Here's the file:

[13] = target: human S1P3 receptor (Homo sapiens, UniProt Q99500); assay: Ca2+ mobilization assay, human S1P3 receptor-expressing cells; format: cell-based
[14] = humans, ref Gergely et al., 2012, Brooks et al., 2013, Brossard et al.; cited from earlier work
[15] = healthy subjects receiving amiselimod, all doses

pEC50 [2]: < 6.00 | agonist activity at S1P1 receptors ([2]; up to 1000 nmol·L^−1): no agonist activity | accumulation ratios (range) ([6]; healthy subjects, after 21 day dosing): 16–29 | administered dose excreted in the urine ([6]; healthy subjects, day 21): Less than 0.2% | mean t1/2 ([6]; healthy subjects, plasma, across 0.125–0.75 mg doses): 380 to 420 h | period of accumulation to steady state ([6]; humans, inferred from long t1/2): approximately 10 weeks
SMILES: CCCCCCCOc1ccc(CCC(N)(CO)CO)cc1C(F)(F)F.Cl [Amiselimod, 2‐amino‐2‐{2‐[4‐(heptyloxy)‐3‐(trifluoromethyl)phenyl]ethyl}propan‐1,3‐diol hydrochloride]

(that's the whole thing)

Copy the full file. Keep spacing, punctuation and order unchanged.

[13] = target: human S1P3 receptor (Homo sapiens, UniProt Q99500); assay: Ca2+ mobilization assay, human S1P3 receptor-expressing cells; format: cell-based
[14] = humans, ref Gergely et al., 2012, Brooks et al., 2013, Brossard et al.; cited from earlier work
[15] = healthy subjects receiving amiselimod, all doses

pEC50 [2]: < 6.00 | agonist activity at S1P1 receptors ([2]; up to 1000 nmol·L^−1): no agonist activity | accumulation ratios (range) ([6]; healthy subjects, after 21 day dosing): 16–29 | administered dose excreted in the urine ([6]; healthy subjects, day 21): Less than 0.2% | mean t1/2 ([6]; healthy subjects, plasma, across 0.125–0.75 mg doses): 380 to 420 h | period of accumulation to steady state ([6]; humans, inferred from long t1/2): approximately 10 weeks
SMILES: CCCCCCCOc1ccc(CCC(N)(CO)CO)cc1C(F)(F)F.Cl [Amiselimod, 2‐amino‐2‐{2‐[4‐(heptyloxy)‐3‐(trifluoromethyl)phenyl]ethyl}propan‐1,3‐diol hydrochloride]